In reading Chapter 1 of Amaranth Borsuk’s book titled The Book As Object, I found that the section titled “Scrolls and the Advent of Paper” stuck out to me most. Specifically, I found it interesting how Borsuk discusses how the earliest forms of the book were developed by the Chinese, who used an abundant plant fiber of bamboo and named jiance. Borsuk draws attention to how this form then provided an excellent model for the idea of grain and how it encompassed the direction in which a sheet of paper’s fibers lay (Borsuk 25). In addition, many traditional Chinese writing styles, such as the assortment of writing from top to bottom with a column of single characters of text continuing to the left, come from the book’s materiality, which developed from the origins of jiance (Borsuk 26). Ultimately, I find Borsuk’s response to the evolution of the form and content of the book intriguing.
After doing some further research, I found that a lot of attention is directed towards Cai Lun and his contributions to the form and content of papermaking in 105 CE. Specifically, one source stated, “In the book, The 100 – a Ranking of the Most Influential Persons in History by Michael H. Hart, Cai Lun is ranked as the seventh most influential person in history due to his invention or discovery of papermaking (Alft 2018).” In addition, I discovered several contemporary artists who work with the jiance papermaking form. Specifically, Japanese bamboo artist Nagakura Ken’ichi explains how his passion for beachcombing and fossicking in nature, combined with an appreciation for the work of twentieth-century modern sculptors, has resulted in his composition of natural amorphic shapes that suggest human forms (Crothers 2018). Nagakura is known for creating pieces that express natural amorphic shapes that suggest human forms. For example, in 2014, he produced a ‘beautifully balanced work Women,’ which displayed one long piece of bamboo split into many fine strips excluding the last few centimeters, which was then interlaced to create one finished form. He completed his piece by rubbing a mixture of lacquer and powdered clay into the weave to give it an organic finish that gave it a natural appearance rather than a manufactured object (Crothers 2018). In conclusion, it is incredible to see how the early forms of the book were influenced by materials such as bamboo, which continues to be implemented by contemporary artists today.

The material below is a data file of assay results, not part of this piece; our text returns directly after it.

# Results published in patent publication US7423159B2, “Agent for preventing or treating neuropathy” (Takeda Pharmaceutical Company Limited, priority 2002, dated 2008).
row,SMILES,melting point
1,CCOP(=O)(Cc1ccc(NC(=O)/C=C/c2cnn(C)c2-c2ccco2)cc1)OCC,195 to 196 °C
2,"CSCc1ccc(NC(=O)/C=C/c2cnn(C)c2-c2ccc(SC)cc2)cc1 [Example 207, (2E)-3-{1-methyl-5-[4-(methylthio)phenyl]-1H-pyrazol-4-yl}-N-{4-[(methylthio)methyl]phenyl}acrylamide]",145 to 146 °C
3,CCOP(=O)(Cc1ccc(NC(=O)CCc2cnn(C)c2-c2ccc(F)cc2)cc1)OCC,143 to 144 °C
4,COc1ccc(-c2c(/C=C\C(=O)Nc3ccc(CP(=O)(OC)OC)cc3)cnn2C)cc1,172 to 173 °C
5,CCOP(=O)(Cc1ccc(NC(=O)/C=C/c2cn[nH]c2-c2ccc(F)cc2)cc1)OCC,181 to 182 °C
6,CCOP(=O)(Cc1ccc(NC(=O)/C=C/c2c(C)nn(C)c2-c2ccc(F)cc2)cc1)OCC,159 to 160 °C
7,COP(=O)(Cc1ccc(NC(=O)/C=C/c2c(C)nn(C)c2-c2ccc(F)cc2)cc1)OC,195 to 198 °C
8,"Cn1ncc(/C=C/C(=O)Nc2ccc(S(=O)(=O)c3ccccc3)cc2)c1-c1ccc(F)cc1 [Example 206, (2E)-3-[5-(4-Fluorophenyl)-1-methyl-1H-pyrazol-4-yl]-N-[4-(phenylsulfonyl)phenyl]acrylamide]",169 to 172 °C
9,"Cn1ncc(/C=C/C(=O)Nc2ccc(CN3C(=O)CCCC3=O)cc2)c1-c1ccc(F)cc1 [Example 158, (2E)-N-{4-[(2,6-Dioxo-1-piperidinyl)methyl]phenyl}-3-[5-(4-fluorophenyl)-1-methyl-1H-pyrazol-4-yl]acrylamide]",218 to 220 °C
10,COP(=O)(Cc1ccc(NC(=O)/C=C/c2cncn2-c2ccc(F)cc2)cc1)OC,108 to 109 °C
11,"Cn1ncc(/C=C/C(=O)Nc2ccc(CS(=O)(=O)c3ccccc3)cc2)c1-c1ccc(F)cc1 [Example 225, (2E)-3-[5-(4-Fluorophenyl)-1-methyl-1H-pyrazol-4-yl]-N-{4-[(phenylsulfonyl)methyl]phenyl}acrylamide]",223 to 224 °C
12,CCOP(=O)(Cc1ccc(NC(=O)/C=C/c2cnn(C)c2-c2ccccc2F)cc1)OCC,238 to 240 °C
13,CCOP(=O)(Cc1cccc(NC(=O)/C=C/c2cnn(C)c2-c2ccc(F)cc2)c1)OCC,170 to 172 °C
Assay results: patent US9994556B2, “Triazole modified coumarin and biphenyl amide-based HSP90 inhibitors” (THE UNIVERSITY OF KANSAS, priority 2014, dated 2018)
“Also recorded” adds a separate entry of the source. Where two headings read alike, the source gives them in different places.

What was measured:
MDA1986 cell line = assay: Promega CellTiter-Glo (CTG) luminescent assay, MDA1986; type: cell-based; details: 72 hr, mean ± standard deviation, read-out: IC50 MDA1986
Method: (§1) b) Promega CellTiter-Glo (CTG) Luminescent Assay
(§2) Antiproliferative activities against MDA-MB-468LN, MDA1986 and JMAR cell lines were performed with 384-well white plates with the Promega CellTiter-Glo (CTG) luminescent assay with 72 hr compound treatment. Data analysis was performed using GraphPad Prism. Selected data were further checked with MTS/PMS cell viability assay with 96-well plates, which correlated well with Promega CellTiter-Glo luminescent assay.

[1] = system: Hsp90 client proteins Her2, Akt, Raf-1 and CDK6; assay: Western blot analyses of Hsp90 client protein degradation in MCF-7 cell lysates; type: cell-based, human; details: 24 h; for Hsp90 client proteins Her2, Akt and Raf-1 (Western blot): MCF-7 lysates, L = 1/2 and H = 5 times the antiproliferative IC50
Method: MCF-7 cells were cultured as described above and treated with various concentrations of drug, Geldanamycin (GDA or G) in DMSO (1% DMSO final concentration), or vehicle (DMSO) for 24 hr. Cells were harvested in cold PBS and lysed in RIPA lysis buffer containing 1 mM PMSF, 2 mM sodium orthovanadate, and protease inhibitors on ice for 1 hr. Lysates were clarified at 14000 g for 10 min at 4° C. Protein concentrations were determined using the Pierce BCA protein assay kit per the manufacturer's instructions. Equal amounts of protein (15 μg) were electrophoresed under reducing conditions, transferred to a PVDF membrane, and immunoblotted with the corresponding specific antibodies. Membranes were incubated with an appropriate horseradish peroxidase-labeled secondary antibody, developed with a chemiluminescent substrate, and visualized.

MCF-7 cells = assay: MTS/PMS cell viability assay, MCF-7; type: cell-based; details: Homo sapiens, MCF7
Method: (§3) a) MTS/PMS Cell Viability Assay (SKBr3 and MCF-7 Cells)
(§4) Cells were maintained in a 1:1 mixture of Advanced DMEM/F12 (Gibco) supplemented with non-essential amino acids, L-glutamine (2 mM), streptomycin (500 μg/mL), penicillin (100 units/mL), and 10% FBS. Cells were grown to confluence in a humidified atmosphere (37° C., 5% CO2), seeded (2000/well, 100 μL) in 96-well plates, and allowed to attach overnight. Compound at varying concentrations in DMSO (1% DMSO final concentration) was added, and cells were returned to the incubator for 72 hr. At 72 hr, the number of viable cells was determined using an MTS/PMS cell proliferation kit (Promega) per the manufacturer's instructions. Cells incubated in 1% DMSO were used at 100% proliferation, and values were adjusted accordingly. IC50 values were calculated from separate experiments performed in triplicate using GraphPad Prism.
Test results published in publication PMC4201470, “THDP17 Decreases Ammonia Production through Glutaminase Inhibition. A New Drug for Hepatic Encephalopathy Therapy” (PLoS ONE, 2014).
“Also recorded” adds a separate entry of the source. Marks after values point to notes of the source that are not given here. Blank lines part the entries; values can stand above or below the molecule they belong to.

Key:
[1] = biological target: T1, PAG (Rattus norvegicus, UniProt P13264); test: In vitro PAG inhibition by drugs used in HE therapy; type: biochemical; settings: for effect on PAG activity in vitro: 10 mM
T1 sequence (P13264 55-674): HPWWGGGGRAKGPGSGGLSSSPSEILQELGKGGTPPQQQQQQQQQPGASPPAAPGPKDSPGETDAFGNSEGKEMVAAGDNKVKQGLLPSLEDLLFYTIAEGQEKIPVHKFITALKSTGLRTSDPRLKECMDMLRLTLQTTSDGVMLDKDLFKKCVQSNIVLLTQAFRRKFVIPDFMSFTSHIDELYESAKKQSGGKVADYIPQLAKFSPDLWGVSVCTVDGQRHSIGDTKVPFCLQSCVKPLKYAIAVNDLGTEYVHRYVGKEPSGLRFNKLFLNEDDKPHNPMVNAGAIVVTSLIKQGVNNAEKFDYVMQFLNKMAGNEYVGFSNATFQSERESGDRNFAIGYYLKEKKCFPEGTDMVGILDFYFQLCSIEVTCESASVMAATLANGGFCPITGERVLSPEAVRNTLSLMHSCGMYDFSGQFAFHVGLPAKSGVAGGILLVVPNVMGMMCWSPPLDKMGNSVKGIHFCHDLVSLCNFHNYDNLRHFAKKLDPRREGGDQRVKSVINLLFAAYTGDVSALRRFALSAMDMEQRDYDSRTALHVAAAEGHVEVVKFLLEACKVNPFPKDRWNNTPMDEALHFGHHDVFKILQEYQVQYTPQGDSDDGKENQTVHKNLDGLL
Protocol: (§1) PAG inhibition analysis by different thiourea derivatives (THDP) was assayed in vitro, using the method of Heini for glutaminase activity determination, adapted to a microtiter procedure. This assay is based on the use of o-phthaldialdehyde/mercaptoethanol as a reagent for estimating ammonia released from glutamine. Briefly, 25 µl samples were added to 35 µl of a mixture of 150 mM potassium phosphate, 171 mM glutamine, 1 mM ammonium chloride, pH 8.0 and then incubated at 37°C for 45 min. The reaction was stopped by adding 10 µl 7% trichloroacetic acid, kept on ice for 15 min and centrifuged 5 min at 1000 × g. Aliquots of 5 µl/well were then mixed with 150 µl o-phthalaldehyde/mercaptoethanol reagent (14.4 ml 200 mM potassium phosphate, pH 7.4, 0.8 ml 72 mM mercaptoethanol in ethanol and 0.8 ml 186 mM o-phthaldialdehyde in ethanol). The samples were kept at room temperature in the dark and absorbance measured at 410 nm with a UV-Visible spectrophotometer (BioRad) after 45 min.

[ Image Description: A photograph of a bamboo book that displays its binding and contents. This specific book is titled The Art of War and is part of a collection at the University of California. Credit: https://en.wikipedia.org/wiki/Bamboo_and_wooden_slips#/media/File:Bamboo_book_-_binding_-_UCR.jpg (Written by Sun Tzu and transcribed by Qianlong Emperor) ]
Alft, Lori. “Cai Lun.” Paper Discovery Center, 31 December 2018, http://www.paperdiscoverycenter.org/halloffame/2018/12/31/cai-lun.
Borsuk, Amaranth. The Book. Cambridge, Massachusetts Institute of Technology Press, 2018.
Crothers, Wayne. “Bamboo: Tradition in Contemporary Form.” National Gallery of Victoria, National Gallery of Victoria, 6 July 2016, http://www.ngv.vic.gov.au/essay/bamboo-tradition-in-contemporary-form/.